I remember a tense discussion in a meeting, where our Design Director wanted to maintain a high bar for the customer experience and pushed back against adding another element to the label. However, Tech needed this requirement for fast corrections. It was an additional thing for the customer to figure out, but then I remembered a student project I worked on that had a deli item number as part of the visual identity. I suggested using a recipe or menu number that tells a food story. The group of 20+ people in the war room reacted positively to the idea, and we quickly mocked it up and tested it. The number had to be 350 points tall, bold, and clear to function properly, as illustrated in the label specs. We also added it to the bottom of the container for instances where the product ended up upside down.



6 sec.

speed of correction

Re-inventing the to-go container

To complete the sandwich experience and meet the requirements of stabilizing the code horizontally flat on the shelf, I thought about the correlation between an Amazon packaging box and the familiar to-go container. Both Kraft in color plus friendly and approachable. That's when I came up with the idea of taking that vernacular, which people are already used to seeing as part of freshly prepared take-out, and creating a delightful moment by letting the box pop flat into a plate with the tear of the label. The same label that was required for our tech to work, making it work harder for the customer experience as a tamper-proof evidence seal.

War Room

The team took over a conference room for 3 weeks. We hosted workshops, working sessions, and stakeholder meetings. 

Inventor Award

Awarded inventor pattent 10,507,949

Designing the shelf edge experience

Food is hero

Black shelf edge with black tickets so product and food are first in the hierarchy.

Product information correlation

Black shelf edge with white tickets directly below the product.

Shelf edge forward

White shelf edge with white tickets makes the shelf edge more pronounced.

Vision sensing technology needed a way to calibrate throughout the day. Large code markers made this easy on the tech. My task was to convert these codes into a more pleasing visual so they receded on the shelves but still worked for tech. These codes, along with the data matrix codes on each ticket, would create a lot of visual noise. Promotional tag plans like sale, local, or limited-time offerings would compete with our first tenet of “food is hero.”

Since Amazon did not have a physical presence with an established ticketing system, the Amazon Go team had to create a comprehensive system from scratch. I was the main designer working with cross-functional team members to get alignment on this 5-month project, exploring all possible outcomes to create a system for different zones in the store that scaled. The areas included: Center Store, Wine & Beer, Home Meal Replacements, Meal Kits, and Grab-and-Go Lunch.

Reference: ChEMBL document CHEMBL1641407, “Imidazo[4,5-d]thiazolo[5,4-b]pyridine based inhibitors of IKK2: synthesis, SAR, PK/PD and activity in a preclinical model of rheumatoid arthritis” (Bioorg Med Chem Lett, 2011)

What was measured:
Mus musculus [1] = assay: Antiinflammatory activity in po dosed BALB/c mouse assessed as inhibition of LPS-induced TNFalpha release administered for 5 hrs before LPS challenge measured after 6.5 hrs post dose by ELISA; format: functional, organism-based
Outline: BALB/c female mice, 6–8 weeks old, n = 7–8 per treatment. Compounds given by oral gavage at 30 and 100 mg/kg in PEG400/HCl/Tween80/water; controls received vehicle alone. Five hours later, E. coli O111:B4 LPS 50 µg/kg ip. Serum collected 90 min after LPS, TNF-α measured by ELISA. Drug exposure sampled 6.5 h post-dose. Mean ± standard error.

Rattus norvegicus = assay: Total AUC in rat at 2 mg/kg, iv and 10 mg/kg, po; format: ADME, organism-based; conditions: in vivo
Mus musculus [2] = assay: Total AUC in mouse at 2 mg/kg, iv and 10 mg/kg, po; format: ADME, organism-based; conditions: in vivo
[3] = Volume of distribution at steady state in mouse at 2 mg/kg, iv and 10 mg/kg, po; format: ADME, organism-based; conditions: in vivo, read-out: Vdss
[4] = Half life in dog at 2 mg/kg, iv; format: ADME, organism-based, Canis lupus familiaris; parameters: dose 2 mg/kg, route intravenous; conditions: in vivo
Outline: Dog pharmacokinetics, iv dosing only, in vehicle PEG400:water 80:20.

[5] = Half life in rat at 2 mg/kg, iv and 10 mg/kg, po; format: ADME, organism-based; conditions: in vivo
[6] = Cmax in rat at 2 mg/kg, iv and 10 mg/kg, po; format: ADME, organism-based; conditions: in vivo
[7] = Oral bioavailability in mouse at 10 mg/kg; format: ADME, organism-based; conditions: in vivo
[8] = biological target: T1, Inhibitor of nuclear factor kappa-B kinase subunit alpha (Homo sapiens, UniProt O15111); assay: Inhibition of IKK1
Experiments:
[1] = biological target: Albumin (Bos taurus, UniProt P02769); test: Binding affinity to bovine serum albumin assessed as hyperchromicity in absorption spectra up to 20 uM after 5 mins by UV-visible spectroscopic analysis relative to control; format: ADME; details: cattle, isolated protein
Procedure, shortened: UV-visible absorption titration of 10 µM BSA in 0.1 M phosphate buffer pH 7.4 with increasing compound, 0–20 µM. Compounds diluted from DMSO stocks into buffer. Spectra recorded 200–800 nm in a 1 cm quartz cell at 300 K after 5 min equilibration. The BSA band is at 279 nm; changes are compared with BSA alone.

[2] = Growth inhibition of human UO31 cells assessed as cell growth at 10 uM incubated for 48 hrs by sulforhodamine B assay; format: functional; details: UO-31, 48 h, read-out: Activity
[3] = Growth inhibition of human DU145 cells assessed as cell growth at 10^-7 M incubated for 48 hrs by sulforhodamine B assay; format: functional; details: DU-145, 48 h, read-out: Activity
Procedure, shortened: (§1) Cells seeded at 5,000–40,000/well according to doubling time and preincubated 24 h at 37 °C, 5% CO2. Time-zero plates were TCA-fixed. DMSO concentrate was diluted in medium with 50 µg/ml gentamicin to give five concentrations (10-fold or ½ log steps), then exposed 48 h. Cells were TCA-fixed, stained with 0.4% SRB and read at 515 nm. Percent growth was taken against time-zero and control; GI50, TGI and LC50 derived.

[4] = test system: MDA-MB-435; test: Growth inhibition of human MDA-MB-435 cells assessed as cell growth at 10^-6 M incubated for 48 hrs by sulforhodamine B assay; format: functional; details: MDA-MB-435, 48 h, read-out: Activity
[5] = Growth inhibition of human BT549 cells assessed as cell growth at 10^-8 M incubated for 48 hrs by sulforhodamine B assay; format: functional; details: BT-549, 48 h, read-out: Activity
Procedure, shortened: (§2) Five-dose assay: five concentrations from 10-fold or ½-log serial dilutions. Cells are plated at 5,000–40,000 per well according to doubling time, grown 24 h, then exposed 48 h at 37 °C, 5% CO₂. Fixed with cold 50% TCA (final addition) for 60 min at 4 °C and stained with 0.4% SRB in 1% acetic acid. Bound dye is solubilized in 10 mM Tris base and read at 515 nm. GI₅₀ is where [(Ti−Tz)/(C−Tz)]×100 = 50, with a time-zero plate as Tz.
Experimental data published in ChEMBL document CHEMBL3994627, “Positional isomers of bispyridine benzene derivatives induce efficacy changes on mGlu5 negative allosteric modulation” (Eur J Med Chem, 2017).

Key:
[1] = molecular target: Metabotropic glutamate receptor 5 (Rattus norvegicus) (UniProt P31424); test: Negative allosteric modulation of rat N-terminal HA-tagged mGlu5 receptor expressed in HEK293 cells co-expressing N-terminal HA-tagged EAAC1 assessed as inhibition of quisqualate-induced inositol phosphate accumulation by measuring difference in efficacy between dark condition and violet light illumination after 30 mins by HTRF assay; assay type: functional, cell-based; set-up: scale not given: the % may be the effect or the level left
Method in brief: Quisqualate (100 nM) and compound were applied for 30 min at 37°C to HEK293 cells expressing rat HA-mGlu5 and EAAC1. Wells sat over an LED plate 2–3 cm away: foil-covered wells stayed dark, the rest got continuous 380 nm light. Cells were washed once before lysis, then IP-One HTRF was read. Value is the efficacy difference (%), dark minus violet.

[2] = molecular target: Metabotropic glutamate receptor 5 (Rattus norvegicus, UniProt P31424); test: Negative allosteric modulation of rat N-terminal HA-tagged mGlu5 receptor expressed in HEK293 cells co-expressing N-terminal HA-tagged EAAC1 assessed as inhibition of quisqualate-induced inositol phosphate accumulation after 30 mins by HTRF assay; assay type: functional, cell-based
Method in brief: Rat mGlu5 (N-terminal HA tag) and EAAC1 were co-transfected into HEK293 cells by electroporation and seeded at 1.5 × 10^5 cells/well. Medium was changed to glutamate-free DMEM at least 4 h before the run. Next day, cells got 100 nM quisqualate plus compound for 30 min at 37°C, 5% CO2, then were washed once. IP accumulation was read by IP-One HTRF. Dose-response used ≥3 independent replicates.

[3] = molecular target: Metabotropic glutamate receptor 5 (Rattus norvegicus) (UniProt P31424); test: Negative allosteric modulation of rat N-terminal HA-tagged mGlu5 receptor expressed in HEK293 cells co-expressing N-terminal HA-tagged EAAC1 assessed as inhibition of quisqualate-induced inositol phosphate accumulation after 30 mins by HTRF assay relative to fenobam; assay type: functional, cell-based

Accuracy vision sensing calibration.


Minimum monthly savings by minimizing ticket sizes and printing at back-of-house.


Business goals met.

The final ticket and marker code system is now in use. The Center Store tickets consist of four different templates with two different paper types. The Home Meal Replacement (HMR) selection was created with its own unique variable data and variable-width system designed to read well at a 7-3ft distance. The Wine & Beer zone was designed to be an immersive experience for both novice and expert wine drinkers.

The markers are spread out above the product tickets as dots that, together, make a solid stripe and are silkscreen printed onto the metal of each shelf. The codes were successful in calibrating throughout the day.

Ticket updates to meet new U.S. state requirements

Entry key

The Go Design team was small and scrappy, As the primary designer focused on store brand experience design, I was tasked with working with our UX team to rethink the entire entry key experience. I gathered requirements to create a seamless and intuitive user experience.

The design shown here was used for beta testing in previous months, with the latest design being the silhouette shape of an actual key.


  1. Make the QR-code more beautiful, playful, and elegant.

  2. Size must be 1.9 cm x 1.9 cm or larger. 

  3. Color has to be uniform; primary colors test well. 

  4. Keep 2-4 millimeters of clear space around the code.

  5. Include a welcome message


The team faced the challenge of incorporating a mandatory QR code into the entry key experience while adhering to timing and logistics constraints. For security and safety reasons, a unique code would populate every few seconds.


My solution was to incorporate the code into the brand expression by placing it diagonally to create a diamond shape that fit the primitive pattern of circles and diamonds already established. This added a special, dynamic, and possibly ownable touch. We evaluated several ideas, but the diamond design was the one everyone gravitated towards. The team began beta testing the "key" while identifying the right size for the code on the screen.